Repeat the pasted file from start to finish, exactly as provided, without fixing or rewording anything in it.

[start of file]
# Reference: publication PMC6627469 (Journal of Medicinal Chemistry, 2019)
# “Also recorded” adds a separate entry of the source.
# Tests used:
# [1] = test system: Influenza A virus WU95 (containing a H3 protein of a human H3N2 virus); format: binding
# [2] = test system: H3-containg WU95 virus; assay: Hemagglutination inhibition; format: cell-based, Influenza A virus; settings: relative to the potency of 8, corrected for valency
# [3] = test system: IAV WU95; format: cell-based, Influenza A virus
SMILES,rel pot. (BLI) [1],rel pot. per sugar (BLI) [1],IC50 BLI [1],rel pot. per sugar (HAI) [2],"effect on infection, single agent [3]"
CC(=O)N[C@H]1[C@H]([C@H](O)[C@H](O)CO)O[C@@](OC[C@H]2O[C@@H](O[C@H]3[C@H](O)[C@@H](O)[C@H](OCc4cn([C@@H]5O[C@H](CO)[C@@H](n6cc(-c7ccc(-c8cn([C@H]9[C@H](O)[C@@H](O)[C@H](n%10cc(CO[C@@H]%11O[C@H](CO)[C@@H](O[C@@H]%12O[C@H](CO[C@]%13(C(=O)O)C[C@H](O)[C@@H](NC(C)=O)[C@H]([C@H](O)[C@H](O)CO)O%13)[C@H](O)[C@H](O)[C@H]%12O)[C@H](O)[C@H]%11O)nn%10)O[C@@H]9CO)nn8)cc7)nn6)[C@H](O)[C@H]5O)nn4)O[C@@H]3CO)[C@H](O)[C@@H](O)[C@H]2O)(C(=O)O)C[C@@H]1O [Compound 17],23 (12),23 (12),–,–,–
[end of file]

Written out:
# Reference: publication PMC6627469 (Journal of Medicinal Chemistry, 2019)
# “Also recorded” adds a separate entry of the source.
# Tests used:
# [1] = test system: Influenza A virus WU95 (containing a H3 protein of a human H3N2 virus); format: binding
# [2] = test system: H3-containg WU95 virus; assay: Hemagglutination inhibition; format: cell-based, Influenza A virus; settings: relative to the potency of 8, corrected for valency
# [3] = test system: IAV WU95; format: cell-based, Influenza A virus
SMILES,rel pot. (BLI) [1],rel pot. per sugar (BLI) [1],IC50 BLI [1],rel pot. per sugar (HAI) [2],"effect on infection, single agent [3]"
CC(=O)N[C@H]1[C@H]([C@H](O)[C@H](O)CO)O[C@@](OC[C@H]2O[C@@H](O[C@H]3[C@H](O)[C@@H](O)[C@H](OCc4cn([C@@H]5O[C@H](CO)[C@@H](n6cc(-c7ccc(-c8cn([C@H]9[C@H](O)[C@@H](O)[C@H](n%10cc(CO[C@@H]%11O[C@H](CO)[C@@H](O[C@@H]%12O[C@H](CO[C@]%13(C(=O)O)C[C@H](O)[C@@H](NC(C)=O)[C@H]([C@H](O)[C@H](O)CO)O%13)[C@H](O)[C@H](O)[C@H]%12O)[C@H](O)[C@H]%11O)nn%10)O[C@@H]9CO)nn8)cc7)nn6)[C@H](O)[C@H]5O)nn4)O[C@@H]3CO)[C@H](O)[C@@H](O)[C@H]2O)(C(=O)O)C[C@@H]1O [Compound 17],23 (12),23 (12),–,–,–